By Christi Hegstad | President, MAP Professional Development

When my daughter was about to graduate from high school, a friend of mine — also the parent of a high school senior — shared how, since her child started kindergarten, she had each of his teachers sign the Dr. Seuss book he had loved as a toddler. The day before his graduation party, she surprised him with the book, and they had so much fun reminiscing about teachers, and memories in general, of days gone by.

Oh, if we'd only had this conversation about 15 years earlier! Do you ever hear the most brilliant ideas just a tad too late?

Since we are about to embark on a new year and decade, I want to share an idea that I’ve encouraged thousands of coaching clients and workshop participants to try, with outstanding -- and often surprising -- results. I call it the Success Journal, and it can literally take less than two minutes per day but have a profound effect on your growth, mindset, confidence and sense of purpose.

Basically, the Success Journal involves jotting down one win per day. That’s it. One highlight from your day, recorded before you leave the office or before you go to bed at night.

YOU get to decide what makes the win each day. It might be personal or professional, planned or unexpected, big or small. The point is documenting something that strikes you as meaningful on a daily basis. I recommend handwriting your wins in an actual journal or notebook (there’s good science behind this, too), but if tracking it in your phone works for you, then go for it.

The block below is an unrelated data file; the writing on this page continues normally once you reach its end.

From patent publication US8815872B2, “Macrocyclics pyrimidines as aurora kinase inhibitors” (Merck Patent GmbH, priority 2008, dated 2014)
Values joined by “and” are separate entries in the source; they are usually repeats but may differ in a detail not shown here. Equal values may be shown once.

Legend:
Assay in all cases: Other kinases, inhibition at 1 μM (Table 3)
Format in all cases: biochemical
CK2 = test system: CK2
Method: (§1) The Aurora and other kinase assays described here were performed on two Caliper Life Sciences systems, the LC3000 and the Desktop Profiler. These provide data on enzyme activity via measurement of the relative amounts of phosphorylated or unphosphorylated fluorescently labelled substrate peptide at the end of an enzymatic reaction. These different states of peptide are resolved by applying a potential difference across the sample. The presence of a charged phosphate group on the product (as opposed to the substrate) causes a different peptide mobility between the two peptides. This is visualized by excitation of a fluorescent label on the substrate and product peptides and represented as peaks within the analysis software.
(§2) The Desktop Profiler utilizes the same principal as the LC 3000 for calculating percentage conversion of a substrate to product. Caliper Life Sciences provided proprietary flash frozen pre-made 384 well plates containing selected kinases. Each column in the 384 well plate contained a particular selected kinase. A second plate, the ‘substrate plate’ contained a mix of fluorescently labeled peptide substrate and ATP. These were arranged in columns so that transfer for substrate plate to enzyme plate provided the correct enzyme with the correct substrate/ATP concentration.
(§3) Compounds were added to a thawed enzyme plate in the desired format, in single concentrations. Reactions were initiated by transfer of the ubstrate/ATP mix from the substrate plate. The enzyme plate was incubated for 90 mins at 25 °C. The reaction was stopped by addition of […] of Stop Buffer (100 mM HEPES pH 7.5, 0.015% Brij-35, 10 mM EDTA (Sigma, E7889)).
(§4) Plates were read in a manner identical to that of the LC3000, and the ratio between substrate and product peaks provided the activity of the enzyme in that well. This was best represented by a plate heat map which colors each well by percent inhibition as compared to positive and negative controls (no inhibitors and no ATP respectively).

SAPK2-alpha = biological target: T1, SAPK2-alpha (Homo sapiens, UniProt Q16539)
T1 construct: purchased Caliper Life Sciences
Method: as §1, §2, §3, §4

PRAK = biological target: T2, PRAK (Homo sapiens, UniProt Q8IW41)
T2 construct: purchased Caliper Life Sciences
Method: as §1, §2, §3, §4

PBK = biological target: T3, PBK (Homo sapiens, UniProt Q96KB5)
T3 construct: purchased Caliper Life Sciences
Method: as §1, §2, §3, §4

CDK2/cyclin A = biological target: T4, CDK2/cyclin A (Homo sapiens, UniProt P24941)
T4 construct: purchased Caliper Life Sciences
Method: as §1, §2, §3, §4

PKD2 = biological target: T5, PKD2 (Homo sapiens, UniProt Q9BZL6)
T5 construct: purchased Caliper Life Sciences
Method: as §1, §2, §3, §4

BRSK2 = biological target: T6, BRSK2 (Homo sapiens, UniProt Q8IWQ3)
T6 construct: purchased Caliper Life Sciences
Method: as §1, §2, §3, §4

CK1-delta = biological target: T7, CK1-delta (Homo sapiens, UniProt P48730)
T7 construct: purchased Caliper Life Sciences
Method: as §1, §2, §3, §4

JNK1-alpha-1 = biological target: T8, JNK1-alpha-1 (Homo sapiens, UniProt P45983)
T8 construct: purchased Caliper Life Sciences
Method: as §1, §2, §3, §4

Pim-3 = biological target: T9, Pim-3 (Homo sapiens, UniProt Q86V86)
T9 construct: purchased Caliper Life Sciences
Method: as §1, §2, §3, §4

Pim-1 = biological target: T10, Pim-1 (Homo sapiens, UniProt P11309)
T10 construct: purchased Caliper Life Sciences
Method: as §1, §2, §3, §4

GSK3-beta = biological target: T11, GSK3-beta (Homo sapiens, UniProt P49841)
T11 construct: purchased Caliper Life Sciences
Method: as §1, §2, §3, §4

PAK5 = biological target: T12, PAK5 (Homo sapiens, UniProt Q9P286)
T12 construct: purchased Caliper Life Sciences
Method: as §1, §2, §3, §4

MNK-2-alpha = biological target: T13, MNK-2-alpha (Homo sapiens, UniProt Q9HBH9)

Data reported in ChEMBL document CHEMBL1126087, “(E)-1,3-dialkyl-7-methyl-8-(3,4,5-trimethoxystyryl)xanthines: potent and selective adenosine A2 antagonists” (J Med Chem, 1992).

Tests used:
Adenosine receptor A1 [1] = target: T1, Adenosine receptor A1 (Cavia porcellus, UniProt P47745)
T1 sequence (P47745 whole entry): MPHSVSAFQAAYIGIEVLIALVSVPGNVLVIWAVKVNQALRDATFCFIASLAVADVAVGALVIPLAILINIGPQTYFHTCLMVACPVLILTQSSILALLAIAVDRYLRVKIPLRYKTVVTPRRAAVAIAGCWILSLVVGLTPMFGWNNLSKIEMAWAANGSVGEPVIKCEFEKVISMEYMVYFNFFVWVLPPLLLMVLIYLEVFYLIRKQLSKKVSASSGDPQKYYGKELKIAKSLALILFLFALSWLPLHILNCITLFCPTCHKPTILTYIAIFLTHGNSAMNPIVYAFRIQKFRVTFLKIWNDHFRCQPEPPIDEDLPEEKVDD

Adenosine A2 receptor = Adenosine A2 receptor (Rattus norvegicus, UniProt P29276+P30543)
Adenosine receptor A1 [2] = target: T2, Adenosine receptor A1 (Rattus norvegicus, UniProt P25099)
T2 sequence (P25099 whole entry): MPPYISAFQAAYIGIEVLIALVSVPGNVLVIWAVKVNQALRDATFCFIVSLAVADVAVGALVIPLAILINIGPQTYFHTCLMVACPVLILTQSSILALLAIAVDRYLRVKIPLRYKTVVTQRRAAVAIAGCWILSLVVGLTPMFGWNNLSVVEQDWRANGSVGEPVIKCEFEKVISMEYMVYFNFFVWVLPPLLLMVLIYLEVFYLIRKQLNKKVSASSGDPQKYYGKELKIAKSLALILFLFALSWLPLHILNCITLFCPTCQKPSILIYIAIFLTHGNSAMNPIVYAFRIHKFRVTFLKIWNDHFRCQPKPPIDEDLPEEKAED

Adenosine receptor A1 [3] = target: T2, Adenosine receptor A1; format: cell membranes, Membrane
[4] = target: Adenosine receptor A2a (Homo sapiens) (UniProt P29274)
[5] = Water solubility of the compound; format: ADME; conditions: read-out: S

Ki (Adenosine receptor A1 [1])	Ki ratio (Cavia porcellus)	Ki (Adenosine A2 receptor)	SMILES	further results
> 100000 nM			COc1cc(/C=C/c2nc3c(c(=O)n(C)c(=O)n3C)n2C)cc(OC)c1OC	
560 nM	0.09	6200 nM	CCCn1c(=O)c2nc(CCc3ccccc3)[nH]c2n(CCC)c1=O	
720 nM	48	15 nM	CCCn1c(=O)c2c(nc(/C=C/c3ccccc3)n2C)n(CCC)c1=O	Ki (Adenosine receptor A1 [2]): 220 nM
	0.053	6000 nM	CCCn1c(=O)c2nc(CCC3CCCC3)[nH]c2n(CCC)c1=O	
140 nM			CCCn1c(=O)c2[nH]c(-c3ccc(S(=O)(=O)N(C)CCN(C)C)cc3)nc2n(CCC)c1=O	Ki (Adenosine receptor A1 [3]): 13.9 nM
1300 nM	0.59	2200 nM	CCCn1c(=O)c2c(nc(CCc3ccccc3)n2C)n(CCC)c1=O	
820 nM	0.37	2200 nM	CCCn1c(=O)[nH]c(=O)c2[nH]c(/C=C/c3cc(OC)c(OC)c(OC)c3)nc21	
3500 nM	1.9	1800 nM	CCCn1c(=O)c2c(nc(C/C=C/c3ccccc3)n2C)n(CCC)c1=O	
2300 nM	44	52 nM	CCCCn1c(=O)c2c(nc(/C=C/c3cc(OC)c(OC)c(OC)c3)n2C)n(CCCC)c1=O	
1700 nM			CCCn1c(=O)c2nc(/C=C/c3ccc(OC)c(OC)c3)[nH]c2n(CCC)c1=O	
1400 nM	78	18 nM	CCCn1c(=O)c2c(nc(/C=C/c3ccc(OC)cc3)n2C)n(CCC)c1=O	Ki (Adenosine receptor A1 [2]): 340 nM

By keeping a Success Journal, you’ll likely find yourself starting to look for more wins in your day (and we tend to find what we look for!). You may begin to notice clues into your passions, your purpose and what matters most. You might even find yourself closing your day on a better tone than usual, thanks to your ongoing positive reminders.

You can also use your Success Journal to uplift you on the days you don’t feel so successful, or when you need to build your confidence for an important meeting or interview, for example. Document a win per day for just a few weeks, and you’ll have over 20 wins identified and reported. It becomes more difficult to listen to self-doubt when you have a written track record of success to prove otherwise.

You could alter this idea, too; perhaps recording a leadership win, or an action you take each day toward a specific goal, or a moment when you felt completely present. Remember, you get to decide what constitutes a win.

I have done this on and off myself over the years, with 2019 being an "on" year. I can’t express how delightful this list is to review! I am reminded of many moments I would have otherwise forgotten, and I am also seeing interesting patterns in how my priorities have shown up and shifted over the course of the year.

You’ve likely heard the saying, "Do something your future self will thank you for." The Success Journal is one such thing. Next year at this time, you will be so glad you started today.

Christi Hegstad, Ph.D., PCC, is a certified executive and personal coach for difference-making achievers. Receive your free "Big Dreams, Bold Goals!" workbook at ChristiHegstad.com and connect with Christi on LinkedIn, Instagram, and Facebook @ChristiHegstad